Our father in Heaven, why have you forsaken me? My legs felt like they were going to fall off as well as my arms. I’m waiting for an answer from God, but all I can hear is the sound of Henry above everything, the cars, the people, the screaming drunk college student, everything. He’s having a stage eleven temper tantrum in my arms and we still have a full mile left to walk.
It seems like you’ve found me about a few months back on one of my outings with Henry. Through out this story, seasoned parents will be able to identify, clearly, the rookie mistakes and circle them with a big red marker. But let’s go back to how this whole thing started. It started all the way inside my feeble pregnant brain, or maybe just my regular brain.
On Fridays, Henry and I have pancake and bus ride day. It’s exactly how it sounds, I make pancakes for breakfast and then we hop the bus and head downtown for window shopping, sometimes we catch up with Andy for lunch. But on this day, I got off the bus with Henry only to realize that I had left my cellphone all the way at the car, which was about three miles away at Andy’s work. I was supposed to use that cellphone to tell Andy where we were for lunch. I now have no cellphone and no more cash to take the bus back up to WCAX, where Andy works.
Big deal, I tell myself, it can’t be that far of a walk and I don’t want to spoil our plans. So we walk all around the Church Street Marketplace and then right around 11:30, we start to walk to the station. It should be noted right here that I have a wallet containing a debit card that could have been used to get more cash, it’s almost Henry’s lunchtime and I didn’t bring any snacks and thirdly, fellow detectives, he’s already rubbing his eyes from all the walking.
So off we go and for a while it’s really fun as our usual walks are; we’re singing songs and making inside jokes. Then, about mile 1.5 it happens. For no apparent reason, although we can all clearly see the mired of reasons, Henry comes down with a sudden attack of toddler jelly legs. He falls like a man suddenly hit by a lightening bolt. Ah, the toddler jelly legs, I want to make little rubber bracelets for us all to wear until they find a cure. What would the color be? Most likely red.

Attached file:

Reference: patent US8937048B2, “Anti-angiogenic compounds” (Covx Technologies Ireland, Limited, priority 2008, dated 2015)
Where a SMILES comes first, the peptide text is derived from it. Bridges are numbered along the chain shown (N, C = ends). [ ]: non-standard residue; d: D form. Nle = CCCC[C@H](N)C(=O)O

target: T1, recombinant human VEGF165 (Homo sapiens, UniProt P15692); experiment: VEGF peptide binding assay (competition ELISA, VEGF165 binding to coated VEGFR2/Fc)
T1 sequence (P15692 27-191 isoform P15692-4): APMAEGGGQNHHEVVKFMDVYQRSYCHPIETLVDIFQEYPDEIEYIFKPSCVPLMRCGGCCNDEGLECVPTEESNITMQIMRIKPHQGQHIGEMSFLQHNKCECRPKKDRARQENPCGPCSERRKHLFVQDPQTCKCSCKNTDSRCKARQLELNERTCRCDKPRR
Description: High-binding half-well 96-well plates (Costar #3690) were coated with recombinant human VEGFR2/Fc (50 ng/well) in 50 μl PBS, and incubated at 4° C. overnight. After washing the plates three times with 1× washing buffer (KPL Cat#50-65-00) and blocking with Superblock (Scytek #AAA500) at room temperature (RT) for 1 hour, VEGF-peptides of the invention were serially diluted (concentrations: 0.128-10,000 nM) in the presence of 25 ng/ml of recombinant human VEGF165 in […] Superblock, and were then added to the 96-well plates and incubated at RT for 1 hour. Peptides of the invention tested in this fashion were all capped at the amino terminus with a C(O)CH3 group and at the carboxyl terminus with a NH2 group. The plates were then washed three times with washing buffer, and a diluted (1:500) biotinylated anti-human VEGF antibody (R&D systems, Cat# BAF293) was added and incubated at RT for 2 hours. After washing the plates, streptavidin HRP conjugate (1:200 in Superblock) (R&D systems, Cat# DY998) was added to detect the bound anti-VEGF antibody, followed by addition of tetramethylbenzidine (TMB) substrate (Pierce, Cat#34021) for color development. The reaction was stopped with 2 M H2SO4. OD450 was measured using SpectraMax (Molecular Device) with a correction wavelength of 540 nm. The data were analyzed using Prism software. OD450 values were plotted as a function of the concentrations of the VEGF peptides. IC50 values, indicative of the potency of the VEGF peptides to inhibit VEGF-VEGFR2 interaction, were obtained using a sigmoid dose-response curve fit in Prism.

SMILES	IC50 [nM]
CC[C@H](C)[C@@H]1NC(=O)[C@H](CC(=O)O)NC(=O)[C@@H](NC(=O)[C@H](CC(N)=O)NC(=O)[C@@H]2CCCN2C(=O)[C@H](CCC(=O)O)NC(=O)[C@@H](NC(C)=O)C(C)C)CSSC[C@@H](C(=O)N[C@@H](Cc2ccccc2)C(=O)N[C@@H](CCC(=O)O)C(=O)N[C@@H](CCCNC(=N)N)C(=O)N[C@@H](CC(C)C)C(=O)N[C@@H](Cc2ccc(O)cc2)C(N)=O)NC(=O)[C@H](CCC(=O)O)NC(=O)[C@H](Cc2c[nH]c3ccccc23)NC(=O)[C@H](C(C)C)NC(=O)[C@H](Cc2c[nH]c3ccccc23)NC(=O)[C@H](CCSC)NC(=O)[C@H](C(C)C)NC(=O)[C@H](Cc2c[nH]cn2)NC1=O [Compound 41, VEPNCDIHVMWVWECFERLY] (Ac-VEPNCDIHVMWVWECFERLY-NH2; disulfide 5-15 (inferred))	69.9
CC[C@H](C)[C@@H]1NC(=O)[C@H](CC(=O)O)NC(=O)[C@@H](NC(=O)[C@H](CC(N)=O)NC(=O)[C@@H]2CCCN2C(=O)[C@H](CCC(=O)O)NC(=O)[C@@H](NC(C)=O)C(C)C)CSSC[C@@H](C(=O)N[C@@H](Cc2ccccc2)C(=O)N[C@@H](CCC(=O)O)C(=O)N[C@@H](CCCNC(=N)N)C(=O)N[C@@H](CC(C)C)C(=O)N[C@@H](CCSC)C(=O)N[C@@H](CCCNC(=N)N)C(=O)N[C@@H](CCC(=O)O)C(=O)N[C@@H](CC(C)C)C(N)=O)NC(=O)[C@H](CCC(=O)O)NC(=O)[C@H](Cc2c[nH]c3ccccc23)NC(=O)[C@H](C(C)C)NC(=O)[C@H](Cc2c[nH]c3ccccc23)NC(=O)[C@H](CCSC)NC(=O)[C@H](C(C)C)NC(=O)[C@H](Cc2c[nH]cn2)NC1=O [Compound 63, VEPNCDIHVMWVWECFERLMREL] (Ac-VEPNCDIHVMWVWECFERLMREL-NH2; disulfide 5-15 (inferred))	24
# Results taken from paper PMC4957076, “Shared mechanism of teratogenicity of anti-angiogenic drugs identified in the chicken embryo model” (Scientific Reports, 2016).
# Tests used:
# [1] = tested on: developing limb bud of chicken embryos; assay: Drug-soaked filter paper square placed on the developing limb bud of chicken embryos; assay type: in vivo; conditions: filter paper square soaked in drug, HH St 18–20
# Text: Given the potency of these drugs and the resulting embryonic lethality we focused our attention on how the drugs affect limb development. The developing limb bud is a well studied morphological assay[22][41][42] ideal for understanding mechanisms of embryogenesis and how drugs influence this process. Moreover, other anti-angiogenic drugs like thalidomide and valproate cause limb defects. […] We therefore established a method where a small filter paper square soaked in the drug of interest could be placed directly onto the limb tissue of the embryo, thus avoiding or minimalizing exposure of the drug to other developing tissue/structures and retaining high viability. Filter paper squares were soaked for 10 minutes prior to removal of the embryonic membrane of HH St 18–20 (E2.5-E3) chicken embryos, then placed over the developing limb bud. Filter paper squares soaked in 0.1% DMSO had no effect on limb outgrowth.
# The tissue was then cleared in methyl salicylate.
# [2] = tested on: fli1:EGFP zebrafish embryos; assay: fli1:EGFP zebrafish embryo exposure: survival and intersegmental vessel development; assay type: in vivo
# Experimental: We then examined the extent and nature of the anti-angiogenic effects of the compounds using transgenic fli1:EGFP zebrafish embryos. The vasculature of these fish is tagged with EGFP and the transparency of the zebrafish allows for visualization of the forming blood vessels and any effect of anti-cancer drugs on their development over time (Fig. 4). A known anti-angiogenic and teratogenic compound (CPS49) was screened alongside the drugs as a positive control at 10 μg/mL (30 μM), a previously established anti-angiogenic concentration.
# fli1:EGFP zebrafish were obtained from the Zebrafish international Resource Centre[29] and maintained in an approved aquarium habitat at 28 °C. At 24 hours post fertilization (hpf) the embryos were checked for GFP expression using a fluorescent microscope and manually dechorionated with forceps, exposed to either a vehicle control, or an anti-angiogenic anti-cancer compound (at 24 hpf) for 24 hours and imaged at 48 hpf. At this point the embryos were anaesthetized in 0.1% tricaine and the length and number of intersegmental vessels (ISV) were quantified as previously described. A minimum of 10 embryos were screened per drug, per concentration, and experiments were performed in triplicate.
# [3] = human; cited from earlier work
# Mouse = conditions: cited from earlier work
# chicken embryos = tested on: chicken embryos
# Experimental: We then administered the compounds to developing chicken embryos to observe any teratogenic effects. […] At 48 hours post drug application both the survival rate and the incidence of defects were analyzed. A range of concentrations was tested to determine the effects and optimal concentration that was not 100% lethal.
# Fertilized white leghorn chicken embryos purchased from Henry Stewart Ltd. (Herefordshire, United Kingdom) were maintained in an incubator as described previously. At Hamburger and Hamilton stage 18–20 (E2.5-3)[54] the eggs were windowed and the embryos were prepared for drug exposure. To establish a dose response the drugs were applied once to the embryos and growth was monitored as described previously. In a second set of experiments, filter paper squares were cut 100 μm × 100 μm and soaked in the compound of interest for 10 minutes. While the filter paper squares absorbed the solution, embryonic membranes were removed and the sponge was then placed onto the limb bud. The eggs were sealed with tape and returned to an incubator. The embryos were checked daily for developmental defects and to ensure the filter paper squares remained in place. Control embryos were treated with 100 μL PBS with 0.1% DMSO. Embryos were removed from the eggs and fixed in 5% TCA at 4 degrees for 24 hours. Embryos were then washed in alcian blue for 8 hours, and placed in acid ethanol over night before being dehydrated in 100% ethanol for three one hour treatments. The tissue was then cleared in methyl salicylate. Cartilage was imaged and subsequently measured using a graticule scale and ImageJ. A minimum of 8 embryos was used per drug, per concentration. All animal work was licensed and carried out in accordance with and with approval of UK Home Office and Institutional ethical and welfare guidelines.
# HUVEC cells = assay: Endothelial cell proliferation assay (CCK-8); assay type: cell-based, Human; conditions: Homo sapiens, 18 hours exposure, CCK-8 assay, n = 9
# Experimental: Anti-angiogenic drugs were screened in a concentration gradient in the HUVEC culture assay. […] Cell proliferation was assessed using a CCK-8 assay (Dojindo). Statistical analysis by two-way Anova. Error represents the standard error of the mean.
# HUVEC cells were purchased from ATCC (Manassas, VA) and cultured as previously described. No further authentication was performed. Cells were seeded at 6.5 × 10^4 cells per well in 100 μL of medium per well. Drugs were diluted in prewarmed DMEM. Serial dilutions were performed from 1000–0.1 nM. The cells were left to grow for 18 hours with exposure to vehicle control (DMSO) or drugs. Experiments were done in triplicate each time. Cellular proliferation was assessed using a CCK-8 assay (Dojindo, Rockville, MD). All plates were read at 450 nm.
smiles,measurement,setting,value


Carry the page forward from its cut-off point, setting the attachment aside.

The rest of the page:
I pick Henry up, thinking that it’s only because he’s tired and once he’s off the ground it will all stop. Nope, wrong-o, not only does it not stop, but it gets worse… way worse. He’s screaming and failing, tiny hands are flying as well as booted feet. My son has turned from a fully functional human being into a mental patient. I wonder if they sell mini-straight jackets at Walgreens? I try to set him down, jelly legs. I pick him up and I’m left to bob and weave like Sugar Ray Leonard, while trying to calmly say,
“Henry, don’t hit. No kicking Mommy. You need to calm down, buddy.” My words fall on deaf angry ears. And this is where you found me, right here, in the middle of the sidewalk with a two foot crazy person and one mile left to go.
There’s only one thing for me to do, keep walking and ride it out. I’m supposed to ignore it. It’ll pass. Oh God, that boot was almost in my side, hold it down with your arm and keep going. People in cars are watching me at stop lights, girls are rushing into convenience stores to stock up on condoms as I have now become a walking bill board for contraception use. Ignore it. Ignore it. Ignore it. It’s not working. It’s never going to work. I swear somewhere there’s a painter depicting the seven stages of Henry, instead of the cross. I don’t think that a Subway would translate well into a stain glass window though.
Ignore it. Ignore it. Suddenly, my mind leaves my body and I’m on the North Carolina beach that Andy and I sat on during our honeymoon. Henry’s screams turn into waves and seagulls. It’s October, but I swear that I can smell suntan lotion and feel sand on my feet. It’s wonderful. I could hang out here until this passes. Why yes, Mr. Beach Bartender, I will have another margarita. How nice of you to ask. I think I’ll take a strawberry one this… suddenly the waves, seagulls and Mr. Bartender are gone. I hear cars. I hear the drunk college student. I hear…
“Stop sign!” Henry, with tear streaked face, is smiling and pointing to a bright red octagon of hope! We made it through! It passed! My arms are falling off my shoulders and my legs are aching, but there’s a sudden strength that finds its way in. In five more minutes, we are back to singing and joking, as if nothing ever happened. Henry even starts walking on his own, a miracle. We got to the station, a little late, but both alive, which was a debatable outcome before this point.
It will pass. It will all pass. Just when you think this is the longest temper tantrum on the face of the earth, just remember, it will pass. I want you to take that bit of advice with you and this, newbies out there, snacks and timing. Those two things will get you through any situation. Also, remembering your stupid cell phone!